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Speaking at PASS Summit 2018!

I found out a few days ago that one of my sessions was selected for Summit this Fall - I will be presenting an updated version of my "Getting Started with Extended Events" session that I have been working at SQL Saturdays over the last couple years.

I have submitted to Summit multiple times over the years, and every time the email comes in late May/early June my stomach knots up - I have been selected to speak once before (2016) but I still have that little bit of self-doubt.  Were my abstracts good enough?  Does anyone care about the subjects I want to talk about?  Who am I kidding anyway?

But when the email comes and one of the sessions says "Accepted"...



I have to admit for a brief moment it feels like this:


https://theworkingcaregiver.files.wordpress.com/2017/03/you-are-the-chosen-one-pl-ffffff.jpg

...but the moment passes pretty quickly, because I know that I am but a little piece of the big puzzle.  There are dozens of  Community Speakers and also dozens of Microsoft and Partner Speakers, not to mention the *HUNDREDS* of volunteers that make PASS and the Summit work.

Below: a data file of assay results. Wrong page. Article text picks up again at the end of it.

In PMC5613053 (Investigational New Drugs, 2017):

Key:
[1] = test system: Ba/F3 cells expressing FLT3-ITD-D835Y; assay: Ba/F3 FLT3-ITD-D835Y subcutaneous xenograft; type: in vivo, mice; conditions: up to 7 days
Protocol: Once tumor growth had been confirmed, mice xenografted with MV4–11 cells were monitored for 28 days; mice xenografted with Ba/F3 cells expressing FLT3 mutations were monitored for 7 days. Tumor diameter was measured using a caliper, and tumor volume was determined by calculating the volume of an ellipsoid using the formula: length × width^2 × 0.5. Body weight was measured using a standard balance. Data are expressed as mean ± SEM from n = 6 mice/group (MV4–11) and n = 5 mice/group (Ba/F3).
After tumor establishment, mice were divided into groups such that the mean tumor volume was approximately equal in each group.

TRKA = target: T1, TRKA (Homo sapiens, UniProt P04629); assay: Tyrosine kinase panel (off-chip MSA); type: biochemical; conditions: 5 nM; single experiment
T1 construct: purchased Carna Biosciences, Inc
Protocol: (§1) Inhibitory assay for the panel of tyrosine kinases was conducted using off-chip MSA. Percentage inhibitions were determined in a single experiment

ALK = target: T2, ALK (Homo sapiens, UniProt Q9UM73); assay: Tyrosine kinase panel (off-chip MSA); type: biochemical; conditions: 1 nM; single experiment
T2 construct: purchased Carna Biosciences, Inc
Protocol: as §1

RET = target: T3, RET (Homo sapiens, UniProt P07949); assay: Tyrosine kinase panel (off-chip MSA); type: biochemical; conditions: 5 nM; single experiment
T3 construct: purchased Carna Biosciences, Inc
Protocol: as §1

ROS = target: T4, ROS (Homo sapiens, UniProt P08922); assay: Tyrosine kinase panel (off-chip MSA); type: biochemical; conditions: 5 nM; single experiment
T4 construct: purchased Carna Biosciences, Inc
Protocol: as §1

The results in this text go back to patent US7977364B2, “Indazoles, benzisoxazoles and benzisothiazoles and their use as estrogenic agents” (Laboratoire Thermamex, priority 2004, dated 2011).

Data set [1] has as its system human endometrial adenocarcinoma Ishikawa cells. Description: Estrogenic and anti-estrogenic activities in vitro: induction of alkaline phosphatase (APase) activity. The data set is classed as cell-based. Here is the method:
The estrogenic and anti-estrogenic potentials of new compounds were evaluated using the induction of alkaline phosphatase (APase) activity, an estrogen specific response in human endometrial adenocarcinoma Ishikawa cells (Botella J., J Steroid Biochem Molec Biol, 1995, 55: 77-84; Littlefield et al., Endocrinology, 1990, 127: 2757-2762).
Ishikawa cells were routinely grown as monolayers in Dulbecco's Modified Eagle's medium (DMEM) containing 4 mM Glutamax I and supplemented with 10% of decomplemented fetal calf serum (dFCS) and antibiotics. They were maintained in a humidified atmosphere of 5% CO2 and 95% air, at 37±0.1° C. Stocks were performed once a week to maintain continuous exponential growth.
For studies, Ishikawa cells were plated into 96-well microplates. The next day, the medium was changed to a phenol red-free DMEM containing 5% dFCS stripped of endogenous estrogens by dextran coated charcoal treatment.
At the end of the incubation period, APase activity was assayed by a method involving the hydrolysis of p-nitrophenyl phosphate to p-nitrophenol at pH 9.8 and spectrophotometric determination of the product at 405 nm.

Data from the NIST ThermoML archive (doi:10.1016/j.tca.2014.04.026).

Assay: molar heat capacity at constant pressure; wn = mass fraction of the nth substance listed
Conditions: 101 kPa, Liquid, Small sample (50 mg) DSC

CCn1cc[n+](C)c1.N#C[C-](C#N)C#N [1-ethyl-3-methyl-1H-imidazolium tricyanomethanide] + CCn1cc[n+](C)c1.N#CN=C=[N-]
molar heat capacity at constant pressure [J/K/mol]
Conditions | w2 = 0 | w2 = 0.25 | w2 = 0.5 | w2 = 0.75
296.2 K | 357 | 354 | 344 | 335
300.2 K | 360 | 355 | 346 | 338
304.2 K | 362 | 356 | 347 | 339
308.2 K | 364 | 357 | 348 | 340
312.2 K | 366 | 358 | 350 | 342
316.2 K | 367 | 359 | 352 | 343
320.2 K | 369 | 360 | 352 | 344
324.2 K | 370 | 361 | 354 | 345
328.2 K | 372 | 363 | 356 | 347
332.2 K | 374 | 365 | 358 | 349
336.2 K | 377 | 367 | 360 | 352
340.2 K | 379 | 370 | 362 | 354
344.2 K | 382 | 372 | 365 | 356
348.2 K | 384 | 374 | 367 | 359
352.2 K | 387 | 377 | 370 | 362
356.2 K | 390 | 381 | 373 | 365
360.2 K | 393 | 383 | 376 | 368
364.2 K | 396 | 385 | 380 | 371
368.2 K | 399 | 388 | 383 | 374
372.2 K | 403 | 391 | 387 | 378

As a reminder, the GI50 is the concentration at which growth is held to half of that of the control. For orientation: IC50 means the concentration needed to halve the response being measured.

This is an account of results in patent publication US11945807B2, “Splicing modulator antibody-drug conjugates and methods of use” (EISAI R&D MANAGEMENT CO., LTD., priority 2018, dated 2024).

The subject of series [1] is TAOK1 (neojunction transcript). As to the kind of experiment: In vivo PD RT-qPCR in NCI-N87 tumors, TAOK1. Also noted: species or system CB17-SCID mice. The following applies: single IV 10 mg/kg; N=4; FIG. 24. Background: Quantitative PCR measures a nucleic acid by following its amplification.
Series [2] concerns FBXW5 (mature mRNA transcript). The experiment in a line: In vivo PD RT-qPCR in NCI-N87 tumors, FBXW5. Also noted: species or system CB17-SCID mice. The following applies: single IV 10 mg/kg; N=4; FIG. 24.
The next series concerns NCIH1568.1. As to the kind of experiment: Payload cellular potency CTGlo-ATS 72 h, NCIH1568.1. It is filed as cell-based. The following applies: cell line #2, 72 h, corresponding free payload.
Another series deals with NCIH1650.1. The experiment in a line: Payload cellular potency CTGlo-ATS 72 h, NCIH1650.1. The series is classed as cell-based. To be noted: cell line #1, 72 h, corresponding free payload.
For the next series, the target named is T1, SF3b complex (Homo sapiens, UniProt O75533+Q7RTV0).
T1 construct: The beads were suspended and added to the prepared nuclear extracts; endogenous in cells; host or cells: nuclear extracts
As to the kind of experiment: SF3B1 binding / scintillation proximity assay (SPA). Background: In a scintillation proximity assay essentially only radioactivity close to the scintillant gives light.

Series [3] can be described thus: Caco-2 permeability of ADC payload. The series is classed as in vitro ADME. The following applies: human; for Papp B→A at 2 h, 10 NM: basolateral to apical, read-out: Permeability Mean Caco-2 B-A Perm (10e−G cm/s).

It is still exciting to be selected, and each time it is a little humbling to hear people who don't happen to get selected in any given year offer up congratulations to those who are picked; we all support each other, and it's likely next year I will be congratulating someone else when they get picked and I don't.

Compared to Mr. T, I think in this case Emmet is more on-target:


At the end of the day we are all #sqlfamily and we all  have our own unique talents and our own unique voice - even if a particular event or venue doesn't select you, keep sharing - speaking/writing/whatever - because everyone has a story to tell.


Nebraska SQL from @DBA_ANDY

I’m a forty-something Microsoft SQL Server DBA of 15+ years, a devoted husband, and a father of three young boys. I have been a DBA at a public university, at a major bank, at a healthcare system, and I now work as a remote DBA with customers across the United States. I write and speak primarily about the tips and tricks that I discover along my SQL Server journey.

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